We tend to think of memes as ephemeral. Keyboard Cat, 30-50 Feral Hogs, the History Channel “Aliens” guy, the bunker scene from Downfall, all repeatable and malleable ideas that are seized by the cultural consciousness and wrung dry before being tossed aside for the new thing. Yet, we’re wrong, because memes are essentially ideas and, as Alan Moore proffered in V for Vendetta, you can’t kill an idea. The specifics change, but most memes are built on an enduring template. (What is the American Chopper argument but the newest variation of the Socratic Method) One of the most persistent memes is that progress causes alienation and isolation; kids today don’t talk to the people next to them because they’re glued to their smartphones. Global connection disconnects us from the local. Of course, there’s nothing especially wrong with the kids today, because you can find this argument made all throughout history, all the way back to fretting about the very existence of the printed word. (Socrates, of course, argued that writing things down would cause great forgetfulness, because I like to bring my asides full-circle)
Alfred Hitchcock’s Rear Window is another variation on this meme, examining the way we literally live on top of each other without knowing anything about our neighbors. With the exception of one sequence every shot in Rear Window originates from the apartment of L.B. Jefferies (Jimmy Stewart), where he is immobilized in a wheelchair after a photography accident results in a broken leg. Bored out of his mind, Jefferies picks up a pair of binoculars and starts watching his neighbors, quickly becoming very engrossed in the stories of their lives and giving the various residents nicknames. For all of the movie’s great qualities, the way Hitchcock juggles all of these silent characters and subplots is one of its greatest. Everyone gets a unique storyline with a full three act structure, even if it’s as simple as the Newlyweds downshifting from the honeymoon period to a more even-keeled future. (On a technical note, the directing of these apartment sequences is fascinating. According to Ziggy, all the residents had ear pieces, and Hitchcock would tell them what to do over the radio)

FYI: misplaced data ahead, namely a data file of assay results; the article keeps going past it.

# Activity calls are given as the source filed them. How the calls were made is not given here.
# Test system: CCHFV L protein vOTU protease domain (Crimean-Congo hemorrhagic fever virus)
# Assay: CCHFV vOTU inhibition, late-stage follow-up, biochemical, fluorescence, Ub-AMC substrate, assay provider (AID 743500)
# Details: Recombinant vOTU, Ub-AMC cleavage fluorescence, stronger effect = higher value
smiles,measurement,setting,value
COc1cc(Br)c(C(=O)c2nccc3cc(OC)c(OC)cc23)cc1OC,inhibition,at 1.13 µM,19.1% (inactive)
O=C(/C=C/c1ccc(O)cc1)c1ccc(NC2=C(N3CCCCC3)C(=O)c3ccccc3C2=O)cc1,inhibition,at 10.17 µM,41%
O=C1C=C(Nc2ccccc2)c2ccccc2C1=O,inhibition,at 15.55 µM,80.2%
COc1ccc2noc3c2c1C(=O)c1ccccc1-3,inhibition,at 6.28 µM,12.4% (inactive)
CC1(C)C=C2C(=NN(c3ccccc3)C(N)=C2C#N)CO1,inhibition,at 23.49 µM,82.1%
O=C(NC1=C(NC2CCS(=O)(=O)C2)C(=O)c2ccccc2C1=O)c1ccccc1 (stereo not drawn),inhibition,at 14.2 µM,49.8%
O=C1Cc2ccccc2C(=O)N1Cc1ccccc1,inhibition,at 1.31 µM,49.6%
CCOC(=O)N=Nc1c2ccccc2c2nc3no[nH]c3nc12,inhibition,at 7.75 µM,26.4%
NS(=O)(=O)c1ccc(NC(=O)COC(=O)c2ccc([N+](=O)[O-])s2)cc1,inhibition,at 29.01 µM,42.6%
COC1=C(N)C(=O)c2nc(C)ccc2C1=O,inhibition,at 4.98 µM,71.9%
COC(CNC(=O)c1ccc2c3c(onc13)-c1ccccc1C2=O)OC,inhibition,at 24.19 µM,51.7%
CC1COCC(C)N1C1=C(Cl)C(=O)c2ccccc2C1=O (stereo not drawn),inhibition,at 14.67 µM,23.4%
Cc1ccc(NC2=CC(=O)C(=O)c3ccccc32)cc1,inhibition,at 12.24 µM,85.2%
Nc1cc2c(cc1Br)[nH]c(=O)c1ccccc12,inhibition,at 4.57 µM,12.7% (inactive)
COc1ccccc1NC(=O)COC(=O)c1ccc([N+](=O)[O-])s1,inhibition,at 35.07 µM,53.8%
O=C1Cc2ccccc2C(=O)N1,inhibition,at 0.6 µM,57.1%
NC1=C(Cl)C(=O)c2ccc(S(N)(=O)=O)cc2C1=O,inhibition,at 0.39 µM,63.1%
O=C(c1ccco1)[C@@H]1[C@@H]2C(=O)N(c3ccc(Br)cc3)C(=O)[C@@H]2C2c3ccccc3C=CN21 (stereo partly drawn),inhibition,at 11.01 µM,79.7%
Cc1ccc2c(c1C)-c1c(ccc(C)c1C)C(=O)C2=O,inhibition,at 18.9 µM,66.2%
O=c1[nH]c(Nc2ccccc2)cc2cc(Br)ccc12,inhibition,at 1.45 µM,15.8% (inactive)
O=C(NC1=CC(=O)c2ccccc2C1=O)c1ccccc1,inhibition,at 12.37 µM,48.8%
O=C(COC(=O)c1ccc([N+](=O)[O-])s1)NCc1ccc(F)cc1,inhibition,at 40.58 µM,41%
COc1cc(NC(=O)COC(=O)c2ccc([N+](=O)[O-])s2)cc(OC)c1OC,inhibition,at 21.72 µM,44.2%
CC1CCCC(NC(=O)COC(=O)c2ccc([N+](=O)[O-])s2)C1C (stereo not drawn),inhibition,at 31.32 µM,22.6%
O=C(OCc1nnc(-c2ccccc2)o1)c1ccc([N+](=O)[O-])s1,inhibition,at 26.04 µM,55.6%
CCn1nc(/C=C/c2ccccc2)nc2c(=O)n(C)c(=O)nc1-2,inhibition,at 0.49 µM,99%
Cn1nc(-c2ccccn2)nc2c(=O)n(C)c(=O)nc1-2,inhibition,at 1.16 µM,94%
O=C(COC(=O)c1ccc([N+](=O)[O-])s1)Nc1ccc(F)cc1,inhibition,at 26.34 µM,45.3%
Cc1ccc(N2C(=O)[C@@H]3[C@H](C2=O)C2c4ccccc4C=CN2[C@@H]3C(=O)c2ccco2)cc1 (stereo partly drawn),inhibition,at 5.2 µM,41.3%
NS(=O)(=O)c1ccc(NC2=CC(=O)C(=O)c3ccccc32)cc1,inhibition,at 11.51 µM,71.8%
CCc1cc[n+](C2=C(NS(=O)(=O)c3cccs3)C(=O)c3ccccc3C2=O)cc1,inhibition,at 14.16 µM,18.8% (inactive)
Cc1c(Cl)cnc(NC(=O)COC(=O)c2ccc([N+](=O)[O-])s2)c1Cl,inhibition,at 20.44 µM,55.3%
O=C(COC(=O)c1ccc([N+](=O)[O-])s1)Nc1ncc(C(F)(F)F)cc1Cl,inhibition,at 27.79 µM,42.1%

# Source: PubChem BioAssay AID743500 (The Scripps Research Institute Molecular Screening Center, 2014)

In following one of these apartments Jefferies believes he’s witnessed a man murder his wife, and that’s when the movie digs into the particulars of how this perceived isolation occurs. For the most part of it boils down to risk vs. reward: if Jefferies is right then he is responsible for spotting and getting rid of a serious threat. If he’s wrong, then he looks foolish and might be ostracized. Or worse: he’s right and it makes him a target. (Which, of course, is what happens) For as social as people can be, we’re still ultimately ruled by a sense of self-preservation, which often means shying away from standing out, or even paying too much attention to what other people are doing.
Yet the film also shows how important that connectivity is, especially in the novel ways created by progress. There is a lot of peril in Jefferies’ parasocial relationship with his neighbors, and his amateur investigation into the murder, but it also leads him to save the life of Miss Lonelyhearts. Helping someone across a courtyard isn’t so different from helping someone across the country. The bubble of immediacy is its own risk and reward – you can be with the person next to you, even if it’s someone across the country who really needs your help.